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  • When I was a child, I was about eight years old, and I went to climb on a house that was under construction in our neighborhood.

  • So I stepped up to the edge and I fell, and the fall seemed to take a very long time.

  • So then I was looking down at the ground, watching the red brick floor come towards me.

  • And once I hit the ground, then I went unconscious, but it got me interested in the question of how we perceive time.

  • When I grew up and I became a neuroscientist.

  • What I realized was we all come into the world with this idea that time is just a river that's flowing forward in one direction at a fixed speed.

  • But what we know is that it can be different in your head and in my head.

  • Because it's somehow a psychological construct, time.

  • In other words, your brain is locked in silence and darkness inside the vault of your skull, and its job is to figure out what's happening outside but it has to do a lot of editing tricks.

  • Your vision and your hearing process signals at different speeds.

  • And yet, when you see something like a balloon pop or somebody clapping their hands, it appears as though the sight and sound are synchronised.

  • And what that means is the brain has to be collecting all the information before it puts together a final story and serves that up to your conscious perception.

  • It's like there's a buffer where it looks for other signals coming up the pipeline, and as a result, it means that we're all living a little bit in the past.

  • What we think is happening right now has actually already transpired some time ago, probably in the ballpark of about half a second ago.

  • In the lab, if I show you a photograph for half a second on the screen and then I show you that same photograph again for half a second and then again and again and again.

  • And now I show you a different photograph for the same amount of time.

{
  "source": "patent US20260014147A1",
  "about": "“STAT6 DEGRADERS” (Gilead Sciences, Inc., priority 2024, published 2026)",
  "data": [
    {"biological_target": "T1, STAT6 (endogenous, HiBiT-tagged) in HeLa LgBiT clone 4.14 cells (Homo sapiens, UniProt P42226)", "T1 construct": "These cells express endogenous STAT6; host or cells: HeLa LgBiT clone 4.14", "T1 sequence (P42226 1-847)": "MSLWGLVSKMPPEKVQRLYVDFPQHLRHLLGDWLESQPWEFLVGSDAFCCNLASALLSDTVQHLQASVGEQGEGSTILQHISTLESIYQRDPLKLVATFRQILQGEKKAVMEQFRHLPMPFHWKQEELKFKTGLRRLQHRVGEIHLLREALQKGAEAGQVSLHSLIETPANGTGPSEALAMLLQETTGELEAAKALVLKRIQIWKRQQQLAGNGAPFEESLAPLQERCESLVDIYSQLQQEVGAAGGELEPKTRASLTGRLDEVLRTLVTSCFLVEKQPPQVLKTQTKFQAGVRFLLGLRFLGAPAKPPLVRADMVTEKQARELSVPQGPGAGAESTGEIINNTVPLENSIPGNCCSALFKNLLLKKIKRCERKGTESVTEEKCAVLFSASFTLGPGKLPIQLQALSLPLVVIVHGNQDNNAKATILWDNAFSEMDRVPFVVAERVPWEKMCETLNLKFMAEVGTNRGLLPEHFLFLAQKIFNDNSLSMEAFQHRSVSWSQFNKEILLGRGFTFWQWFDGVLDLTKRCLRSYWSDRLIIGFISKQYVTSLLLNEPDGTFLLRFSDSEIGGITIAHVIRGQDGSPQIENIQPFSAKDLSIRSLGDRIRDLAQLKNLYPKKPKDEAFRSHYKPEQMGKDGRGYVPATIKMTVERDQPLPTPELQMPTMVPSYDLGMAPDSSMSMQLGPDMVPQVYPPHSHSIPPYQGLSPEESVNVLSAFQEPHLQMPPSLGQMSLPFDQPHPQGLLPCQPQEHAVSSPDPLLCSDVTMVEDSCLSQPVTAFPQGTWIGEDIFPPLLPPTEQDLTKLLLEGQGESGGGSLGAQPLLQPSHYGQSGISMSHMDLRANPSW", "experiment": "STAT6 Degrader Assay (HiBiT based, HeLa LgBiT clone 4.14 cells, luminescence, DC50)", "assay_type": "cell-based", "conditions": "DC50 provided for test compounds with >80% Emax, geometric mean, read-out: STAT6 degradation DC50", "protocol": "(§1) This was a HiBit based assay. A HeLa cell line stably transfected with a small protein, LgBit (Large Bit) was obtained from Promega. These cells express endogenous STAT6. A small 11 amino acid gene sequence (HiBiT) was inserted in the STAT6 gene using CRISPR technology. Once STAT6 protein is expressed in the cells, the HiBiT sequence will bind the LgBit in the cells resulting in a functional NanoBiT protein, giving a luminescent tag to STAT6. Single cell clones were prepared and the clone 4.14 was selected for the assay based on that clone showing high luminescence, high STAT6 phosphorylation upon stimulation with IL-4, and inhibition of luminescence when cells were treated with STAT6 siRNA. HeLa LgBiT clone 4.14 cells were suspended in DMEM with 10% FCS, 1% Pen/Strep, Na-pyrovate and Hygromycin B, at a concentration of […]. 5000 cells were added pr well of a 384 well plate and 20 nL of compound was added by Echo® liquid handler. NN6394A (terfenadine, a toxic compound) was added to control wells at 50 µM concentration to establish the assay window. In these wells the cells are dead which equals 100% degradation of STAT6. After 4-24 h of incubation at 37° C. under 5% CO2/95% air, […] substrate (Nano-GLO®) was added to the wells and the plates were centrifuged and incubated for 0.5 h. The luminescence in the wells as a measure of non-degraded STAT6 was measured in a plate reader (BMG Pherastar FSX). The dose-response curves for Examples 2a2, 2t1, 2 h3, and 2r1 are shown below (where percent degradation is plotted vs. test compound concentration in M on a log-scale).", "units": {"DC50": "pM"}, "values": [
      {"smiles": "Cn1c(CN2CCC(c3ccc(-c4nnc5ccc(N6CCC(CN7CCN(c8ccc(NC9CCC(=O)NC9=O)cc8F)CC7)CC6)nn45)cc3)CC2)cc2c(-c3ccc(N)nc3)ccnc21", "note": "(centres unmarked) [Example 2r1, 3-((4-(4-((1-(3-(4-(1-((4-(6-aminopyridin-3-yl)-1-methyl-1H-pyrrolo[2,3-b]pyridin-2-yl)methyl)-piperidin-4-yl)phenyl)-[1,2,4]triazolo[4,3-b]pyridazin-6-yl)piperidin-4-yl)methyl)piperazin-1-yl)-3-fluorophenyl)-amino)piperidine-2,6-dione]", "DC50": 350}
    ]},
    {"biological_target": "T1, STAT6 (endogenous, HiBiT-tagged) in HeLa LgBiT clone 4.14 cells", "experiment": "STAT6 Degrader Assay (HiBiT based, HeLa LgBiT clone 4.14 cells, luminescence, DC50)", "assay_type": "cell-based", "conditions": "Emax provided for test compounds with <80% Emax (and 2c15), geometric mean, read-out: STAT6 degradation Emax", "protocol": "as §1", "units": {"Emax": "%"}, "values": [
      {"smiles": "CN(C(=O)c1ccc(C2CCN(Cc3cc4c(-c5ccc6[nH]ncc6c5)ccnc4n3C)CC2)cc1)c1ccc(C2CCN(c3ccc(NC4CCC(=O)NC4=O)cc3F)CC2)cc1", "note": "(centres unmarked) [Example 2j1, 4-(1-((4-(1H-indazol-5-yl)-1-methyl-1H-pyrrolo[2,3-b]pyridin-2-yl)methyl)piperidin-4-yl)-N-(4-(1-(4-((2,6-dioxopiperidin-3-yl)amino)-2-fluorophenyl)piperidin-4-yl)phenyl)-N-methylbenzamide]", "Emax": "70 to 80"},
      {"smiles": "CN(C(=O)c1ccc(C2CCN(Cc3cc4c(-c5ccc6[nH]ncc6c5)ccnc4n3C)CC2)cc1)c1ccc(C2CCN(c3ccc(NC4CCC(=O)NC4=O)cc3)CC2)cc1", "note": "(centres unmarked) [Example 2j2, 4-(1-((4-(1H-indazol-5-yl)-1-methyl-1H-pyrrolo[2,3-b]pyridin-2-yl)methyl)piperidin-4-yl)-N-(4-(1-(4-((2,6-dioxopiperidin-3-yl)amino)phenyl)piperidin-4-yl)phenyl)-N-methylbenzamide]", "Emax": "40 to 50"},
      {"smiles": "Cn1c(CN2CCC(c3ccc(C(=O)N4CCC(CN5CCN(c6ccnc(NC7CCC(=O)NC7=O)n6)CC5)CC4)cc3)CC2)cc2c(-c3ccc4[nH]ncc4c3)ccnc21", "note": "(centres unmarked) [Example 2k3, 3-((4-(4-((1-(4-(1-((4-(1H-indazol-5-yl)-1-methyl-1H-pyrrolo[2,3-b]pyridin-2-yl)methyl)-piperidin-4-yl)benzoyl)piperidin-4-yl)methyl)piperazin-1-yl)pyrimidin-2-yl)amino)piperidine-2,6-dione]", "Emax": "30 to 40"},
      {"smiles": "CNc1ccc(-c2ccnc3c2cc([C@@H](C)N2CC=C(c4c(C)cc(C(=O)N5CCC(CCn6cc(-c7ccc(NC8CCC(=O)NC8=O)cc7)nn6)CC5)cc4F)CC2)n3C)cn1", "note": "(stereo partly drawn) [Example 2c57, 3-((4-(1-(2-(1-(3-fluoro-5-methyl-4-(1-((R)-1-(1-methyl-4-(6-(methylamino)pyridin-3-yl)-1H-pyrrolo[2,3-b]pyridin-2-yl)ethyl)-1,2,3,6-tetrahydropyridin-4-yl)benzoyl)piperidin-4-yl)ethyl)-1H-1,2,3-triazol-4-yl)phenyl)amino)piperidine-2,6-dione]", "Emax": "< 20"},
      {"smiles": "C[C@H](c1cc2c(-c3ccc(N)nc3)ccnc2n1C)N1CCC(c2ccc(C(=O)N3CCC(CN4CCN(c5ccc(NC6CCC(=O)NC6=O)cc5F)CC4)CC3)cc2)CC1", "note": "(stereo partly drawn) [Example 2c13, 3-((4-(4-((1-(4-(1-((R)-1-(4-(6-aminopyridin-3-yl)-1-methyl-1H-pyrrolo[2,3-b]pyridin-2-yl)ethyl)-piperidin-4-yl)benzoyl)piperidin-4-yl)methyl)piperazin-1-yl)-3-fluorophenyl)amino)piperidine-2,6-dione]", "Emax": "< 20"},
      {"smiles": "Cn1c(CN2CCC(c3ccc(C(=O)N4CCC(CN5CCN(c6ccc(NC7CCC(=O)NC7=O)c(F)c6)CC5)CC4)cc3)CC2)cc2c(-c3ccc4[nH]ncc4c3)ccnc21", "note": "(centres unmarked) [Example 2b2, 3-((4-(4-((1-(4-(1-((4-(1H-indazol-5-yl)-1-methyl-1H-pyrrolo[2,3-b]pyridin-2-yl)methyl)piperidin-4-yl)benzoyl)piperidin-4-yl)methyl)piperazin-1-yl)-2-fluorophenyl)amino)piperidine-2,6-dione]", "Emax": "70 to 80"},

• It will seem as though the new photograph, the oddball, stays on the screen for a much longer time.

  • Essentially, when the brain sees something that's novel, it has to burn more energy to represent it because it wasn't expecting that.

  • This feeling that things are going in slow motion is a trick of memory.

  • In other words, when you're in an emergency situation, a part of the brain called the amygdala comes online.

  • This is your emergency control center.

  • It lays down memories on what amounts to a secondary memory track.

  • These are very dense memories.

  • And you're noticing everything around you and writing it all down.

  • So when the brain reads that back out, there's such a density of memory there, that the brain's only conclusion is that must have taken a long time.

  • And I think this offers an explanation for why people think that time seems to speed up as they grow older.

  • And it's because when you're a child, everything's new to you.

  • You're figuring out the rules of the world.

  • You're writing down a lot of memory.

  • And so when you look back at the end of a year, you have a lot of memory of what you've learned.

  • But when you're much older, and you look back at the end of the year, you're probably doing approximately the same stuff you've been doing for the X number of previous years.

  • And so it seems like the year just went by in a flash.

  • Really the way to feel as though you've lived longer is to seek novelty.

  • So you can start with something simple, like putting your wristwatch on your other hand or brushing your teeth with your other hand.

  • Something this simple just forces the brain into a new mode where it can't predict exactly what's going to happen but instead has to be engaged.

  • And what that means is when you go to bed at night time, you have a lot of footage to draw upon and it feels like your life is lasting longer.

  • Thanks for watching.

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  • See you again soon!

When I was a child, I was about eight years old, and I went to climb on a house that was under construction in our neighborhood.

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